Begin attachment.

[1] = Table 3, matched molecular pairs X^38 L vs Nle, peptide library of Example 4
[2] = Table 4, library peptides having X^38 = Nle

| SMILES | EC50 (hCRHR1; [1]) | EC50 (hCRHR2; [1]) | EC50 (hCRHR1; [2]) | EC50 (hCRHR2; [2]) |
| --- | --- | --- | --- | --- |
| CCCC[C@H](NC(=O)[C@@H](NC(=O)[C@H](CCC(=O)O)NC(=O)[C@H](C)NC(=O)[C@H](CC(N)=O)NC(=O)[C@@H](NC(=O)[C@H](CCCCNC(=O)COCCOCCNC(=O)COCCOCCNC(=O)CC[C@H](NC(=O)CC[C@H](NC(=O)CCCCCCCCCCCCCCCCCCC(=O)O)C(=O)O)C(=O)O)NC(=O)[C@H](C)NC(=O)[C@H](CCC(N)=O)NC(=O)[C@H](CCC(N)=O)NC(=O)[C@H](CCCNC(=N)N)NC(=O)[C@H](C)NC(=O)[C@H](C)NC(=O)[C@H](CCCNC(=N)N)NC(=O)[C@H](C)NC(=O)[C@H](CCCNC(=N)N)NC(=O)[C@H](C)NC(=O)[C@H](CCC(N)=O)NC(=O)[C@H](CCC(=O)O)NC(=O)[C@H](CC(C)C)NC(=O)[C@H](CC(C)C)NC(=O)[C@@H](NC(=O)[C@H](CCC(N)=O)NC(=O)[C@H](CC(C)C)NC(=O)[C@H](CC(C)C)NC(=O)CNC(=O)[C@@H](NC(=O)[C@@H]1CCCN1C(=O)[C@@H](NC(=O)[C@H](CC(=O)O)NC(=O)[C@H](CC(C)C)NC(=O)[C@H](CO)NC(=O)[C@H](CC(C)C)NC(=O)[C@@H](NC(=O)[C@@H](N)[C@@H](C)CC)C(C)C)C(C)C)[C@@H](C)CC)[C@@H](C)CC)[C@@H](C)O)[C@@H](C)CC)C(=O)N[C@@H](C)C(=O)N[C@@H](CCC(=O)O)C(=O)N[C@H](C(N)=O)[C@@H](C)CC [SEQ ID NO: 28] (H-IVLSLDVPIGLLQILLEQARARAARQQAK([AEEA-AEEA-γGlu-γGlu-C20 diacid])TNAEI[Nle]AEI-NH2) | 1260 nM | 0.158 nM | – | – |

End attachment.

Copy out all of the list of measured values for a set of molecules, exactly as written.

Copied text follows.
[1] = Table 3, matched molecular pairs X^38 L vs Nle, peptide library of Example 4
[2] = Table 4, library peptides having X^38 = Nle

| SMILES | EC50 (hCRHR1; [1]) | EC50 (hCRHR2; [1]) | EC50 (hCRHR1; [2]) | EC50 (hCRHR2; [2]) |
| --- | --- | --- | --- | --- |
| CCCC[C@H](NC(=O)[C@@H](NC(=O)[C@H](CCC(=O)O)NC(=O)[C@H](C)NC(=O)[C@H](CC(N)=O)NC(=O)[C@@H](NC(=O)[C@H](CCCCNC(=O)COCCOCCNC(=O)COCCOCCNC(=O)CC[C@H](NC(=O)CC[C@H](NC(=O)CCCCCCCCCCCCCCCCCCC(=O)O)C(=O)O)C(=O)O)NC(=O)[C@H](C)NC(=O)[C@H](CCC(N)=O)NC(=O)[C@H](CCC(N)=O)NC(=O)[C@H](CCCNC(=N)N)NC(=O)[C@H](C)NC(=O)[C@H](C)NC(=O)[C@H](CCCNC(=N)N)NC(=O)[C@H](C)NC(=O)[C@H](CCCNC(=N)N)NC(=O)[C@H](C)NC(=O)[C@H](CCC(N)=O)NC(=O)[C@H](CCC(=O)O)NC(=O)[C@H](CC(C)C)NC(=O)[C@H](CC(C)C)NC(=O)[C@@H](NC(=O)[C@H](CCC(N)=O)NC(=O)[C@H](CC(C)C)NC(=O)[C@H](CC(C)C)NC(=O)CNC(=O)[C@@H](NC(=O)[C@@H]1CCCN1C(=O)[C@@H](NC(=O)[C@H](CC(=O)O)NC(=O)[C@H](CC(C)C)NC(=O)[C@H](CO)NC(=O)[C@H](CC(C)C)NC(=O)[C@@H](NC(=O)[C@@H](N)[C@@H](C)CC)C(C)C)C(C)C)[C@@H](C)CC)[C@@H](C)CC)[C@@H](C)O)[C@@H](C)CC)C(=O)N[C@@H](C)C(=O)N[C@@H](CCC(=O)O)C(=O)N[C@H](C(N)=O)[C@@H](C)CC [SEQ ID NO: 28] (H-IVLSLDVPIGLLQILLEQARARAARQQAK([AEEA-AEEA-γGlu-γGlu-C20 diacid])TNAEI[Nle]AEI-NH2) | 1260 nM | 0.158 nM | – | – |